“Is questioning an educational process, Ischomachus? I’m asking because I’ve just understood your method of questioning me. You take me through points that I know, you show me that these points are no different from points I’d been thinking that I didn’t know, and thus you convince me, I think, that I do know the latter points too.”
Xenophon’s Socrates in The Estate Manager

Many have heard of the Socratic method of teaching and know that it centers on asking questions. It can seem rather suspect. How for instance can a person give a good answer if he has not already learned the point in question?

I recall once a professor was unimpressed with a seminar session he observed that consisted exclusively in a teacher asking questions and eliciting discussion. The professor mused that the same result might have been accomplished in a much shorter time frame. That is, the teacher could have simply explained the ‘answers’ and thus saved time, and presumably ‘covered’ more material.

This raises important pedagogical questions, especially: just what is a teacher trying to accomplish at any given time? How we answer this question will make a significant difference in how we think about the art of teaching, and its various applications. For an art it is, and as such its end or ends will determine its practice.

This deserves careful consideration. Here I want to offer one observation.

The context of the quotation above is Ischomachus ‘teaching’ Socrates about the art of agriculture. Socrates’s ‘learning’ takes the form of coming to an explicit realization of certain things that had already been ‘given’ to him in some sense. The artfully posed questions of the teacher somehow brought out something latent in the student. In this case, Ischomachus’s questions empowered Socrates to ‘learn’ something (how to propagate olive trees) from his (Socrates’s) own experience—something he otherwise would not have seen.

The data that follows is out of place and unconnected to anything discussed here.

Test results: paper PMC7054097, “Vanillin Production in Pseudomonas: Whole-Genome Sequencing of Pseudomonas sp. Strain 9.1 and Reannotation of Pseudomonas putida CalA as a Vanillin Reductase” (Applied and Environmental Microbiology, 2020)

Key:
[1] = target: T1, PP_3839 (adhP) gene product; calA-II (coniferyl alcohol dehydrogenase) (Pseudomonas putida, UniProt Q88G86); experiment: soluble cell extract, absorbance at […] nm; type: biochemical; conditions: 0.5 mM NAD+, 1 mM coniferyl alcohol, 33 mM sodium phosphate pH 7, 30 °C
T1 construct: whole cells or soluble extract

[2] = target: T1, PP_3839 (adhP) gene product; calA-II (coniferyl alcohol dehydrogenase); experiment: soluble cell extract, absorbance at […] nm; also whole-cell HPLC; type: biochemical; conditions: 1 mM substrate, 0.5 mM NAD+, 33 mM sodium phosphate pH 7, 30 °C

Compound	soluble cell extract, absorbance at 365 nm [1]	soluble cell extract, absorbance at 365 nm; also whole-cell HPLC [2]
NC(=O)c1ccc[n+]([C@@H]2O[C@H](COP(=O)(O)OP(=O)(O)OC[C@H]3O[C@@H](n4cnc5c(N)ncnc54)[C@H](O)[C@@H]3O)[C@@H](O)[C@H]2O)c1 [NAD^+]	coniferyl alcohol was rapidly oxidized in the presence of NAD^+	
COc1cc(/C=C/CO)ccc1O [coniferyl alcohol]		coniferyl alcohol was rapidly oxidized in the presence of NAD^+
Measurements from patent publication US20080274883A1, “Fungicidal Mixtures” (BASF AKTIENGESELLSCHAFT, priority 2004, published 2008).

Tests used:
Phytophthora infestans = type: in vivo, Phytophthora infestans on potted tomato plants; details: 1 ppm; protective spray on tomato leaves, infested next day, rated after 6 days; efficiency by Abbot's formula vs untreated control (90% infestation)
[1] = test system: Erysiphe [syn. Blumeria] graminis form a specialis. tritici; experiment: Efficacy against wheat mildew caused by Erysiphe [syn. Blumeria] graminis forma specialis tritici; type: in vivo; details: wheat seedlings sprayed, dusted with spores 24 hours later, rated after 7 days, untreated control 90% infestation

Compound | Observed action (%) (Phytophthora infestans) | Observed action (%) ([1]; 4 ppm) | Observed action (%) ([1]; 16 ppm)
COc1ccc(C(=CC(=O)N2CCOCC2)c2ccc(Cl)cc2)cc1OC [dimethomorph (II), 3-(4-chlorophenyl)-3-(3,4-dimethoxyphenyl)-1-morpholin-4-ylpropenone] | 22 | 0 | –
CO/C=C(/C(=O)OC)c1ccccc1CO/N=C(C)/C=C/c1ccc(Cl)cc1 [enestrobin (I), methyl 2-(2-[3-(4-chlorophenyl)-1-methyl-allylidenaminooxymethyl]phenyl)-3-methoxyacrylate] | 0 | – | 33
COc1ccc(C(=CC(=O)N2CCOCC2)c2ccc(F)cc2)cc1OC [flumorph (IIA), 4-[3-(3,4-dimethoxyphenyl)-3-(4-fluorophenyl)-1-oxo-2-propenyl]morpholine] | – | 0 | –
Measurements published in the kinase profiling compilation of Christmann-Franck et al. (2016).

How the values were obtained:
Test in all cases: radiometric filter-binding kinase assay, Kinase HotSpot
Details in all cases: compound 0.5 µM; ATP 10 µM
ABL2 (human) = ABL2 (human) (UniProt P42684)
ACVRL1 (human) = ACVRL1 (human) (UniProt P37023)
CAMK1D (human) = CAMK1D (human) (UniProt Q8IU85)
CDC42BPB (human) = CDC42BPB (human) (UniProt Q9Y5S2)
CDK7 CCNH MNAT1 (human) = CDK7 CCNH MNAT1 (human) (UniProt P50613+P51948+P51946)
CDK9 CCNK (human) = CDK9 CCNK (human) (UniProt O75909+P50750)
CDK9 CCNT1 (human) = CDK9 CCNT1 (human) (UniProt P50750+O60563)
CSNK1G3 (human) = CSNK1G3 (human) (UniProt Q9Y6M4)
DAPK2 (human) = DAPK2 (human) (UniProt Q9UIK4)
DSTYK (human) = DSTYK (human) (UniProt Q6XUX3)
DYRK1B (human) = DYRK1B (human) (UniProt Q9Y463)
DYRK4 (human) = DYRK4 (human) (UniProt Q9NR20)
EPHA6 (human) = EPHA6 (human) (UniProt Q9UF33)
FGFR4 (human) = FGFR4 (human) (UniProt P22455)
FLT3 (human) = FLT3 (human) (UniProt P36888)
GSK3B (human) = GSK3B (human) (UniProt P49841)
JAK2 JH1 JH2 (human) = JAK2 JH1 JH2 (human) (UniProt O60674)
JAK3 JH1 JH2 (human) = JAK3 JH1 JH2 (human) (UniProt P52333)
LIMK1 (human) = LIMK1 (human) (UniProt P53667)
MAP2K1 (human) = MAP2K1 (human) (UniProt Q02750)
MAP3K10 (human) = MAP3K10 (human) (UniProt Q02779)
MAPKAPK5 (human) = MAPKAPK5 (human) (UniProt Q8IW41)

The greater experience and knowledge of the teacher was essential—as it grounded just what line of questioning to pursue–yet the student’s coming-to-see happened in a very organic way. There is a marked difference between this coming-to-see and what happens when one is simply ‘told.’

What then is the point? Is there never a time simply to ‘tell’ a student about various things? Of course, there is such a time. There is also a time—as is clear from the life and teaching of Socrates, and many who have sought to imitate him over the centuries—to discern and pose the right questions. Parents, mentors, and teachers all can learn much from Socrates in this vein.

If nothing else, we might stand before the art of teaching—something in which we all should be apprentices—with a renewed humility, awe, and sense of purpose.

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On an unrelated but seasonal note…


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